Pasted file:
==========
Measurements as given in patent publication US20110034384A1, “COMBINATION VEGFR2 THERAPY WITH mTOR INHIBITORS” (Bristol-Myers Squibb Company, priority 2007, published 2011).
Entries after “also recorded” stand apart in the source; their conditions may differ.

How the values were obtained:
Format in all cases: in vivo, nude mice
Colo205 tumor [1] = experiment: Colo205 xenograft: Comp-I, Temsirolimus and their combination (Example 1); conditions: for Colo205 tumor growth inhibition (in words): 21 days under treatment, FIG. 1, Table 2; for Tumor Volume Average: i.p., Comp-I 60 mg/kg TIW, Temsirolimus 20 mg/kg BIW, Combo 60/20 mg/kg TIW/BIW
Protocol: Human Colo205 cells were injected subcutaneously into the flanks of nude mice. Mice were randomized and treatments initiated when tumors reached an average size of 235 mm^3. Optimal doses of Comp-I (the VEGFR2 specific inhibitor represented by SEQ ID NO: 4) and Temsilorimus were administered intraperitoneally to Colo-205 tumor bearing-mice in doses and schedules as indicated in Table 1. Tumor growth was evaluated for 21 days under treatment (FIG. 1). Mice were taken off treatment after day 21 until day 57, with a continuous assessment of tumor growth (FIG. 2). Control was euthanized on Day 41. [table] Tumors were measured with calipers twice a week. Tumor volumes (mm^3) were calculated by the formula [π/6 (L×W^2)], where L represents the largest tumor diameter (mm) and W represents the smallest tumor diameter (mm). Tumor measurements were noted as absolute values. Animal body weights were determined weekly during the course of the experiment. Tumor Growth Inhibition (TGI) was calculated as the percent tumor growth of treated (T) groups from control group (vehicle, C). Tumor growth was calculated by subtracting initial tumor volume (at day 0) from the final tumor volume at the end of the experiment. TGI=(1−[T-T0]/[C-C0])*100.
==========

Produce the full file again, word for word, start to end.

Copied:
Measurements as given in patent publication US20110034384A1, “COMBINATION VEGFR2 THERAPY WITH mTOR INHIBITORS” (Bristol-Myers Squibb Company, priority 2007, published 2011).
Entries after “also recorded” stand apart in the source; their conditions may differ.

How the values were obtained:
Format in all cases: in vivo, nude mice
Colo205 tumor [1] = experiment: Colo205 xenograft: Comp-I, Temsirolimus and their combination (Example 1); conditions: for Colo205 tumor growth inhibition (in words): 21 days under treatment, FIG. 1, Table 2; for Tumor Volume Average: i.p., Comp-I 60 mg/kg TIW, Temsirolimus 20 mg/kg BIW, Combo 60/20 mg/kg TIW/BIW
Protocol: Human Colo205 cells were injected subcutaneously into the flanks of nude mice. Mice were randomized and treatments initiated when tumors reached an average size of 235 mm^3. Optimal doses of Comp-I (the VEGFR2 specific inhibitor represented by SEQ ID NO: 4) and Temsilorimus were administered intraperitoneally to Colo-205 tumor bearing-mice in doses and schedules as indicated in Table 1. Tumor growth was evaluated for 21 days under treatment (FIG. 1). Mice were taken off treatment after day 21 until day 57, with a continuous assessment of tumor growth (FIG. 2). Control was euthanized on Day 41. [table] Tumors were measured with calipers twice a week. Tumor volumes (mm^3) were calculated by the formula [π/6 (L×W^2)], where L represents the largest tumor diameter (mm) and W represents the smallest tumor diameter (mm). Tumor measurements were noted as absolute values. Animal body weights were determined weekly during the course of the experiment. Tumor Growth Inhibition (TGI) was calculated as the percent tumor growth of treated (T) groups from control group (vehicle, C). Tumor growth was calculated by subtracting initial tumor volume (at day 0) from the final tumor volume at the end of the experiment. TGI=(1−[T-T0]/[C-C0])*100.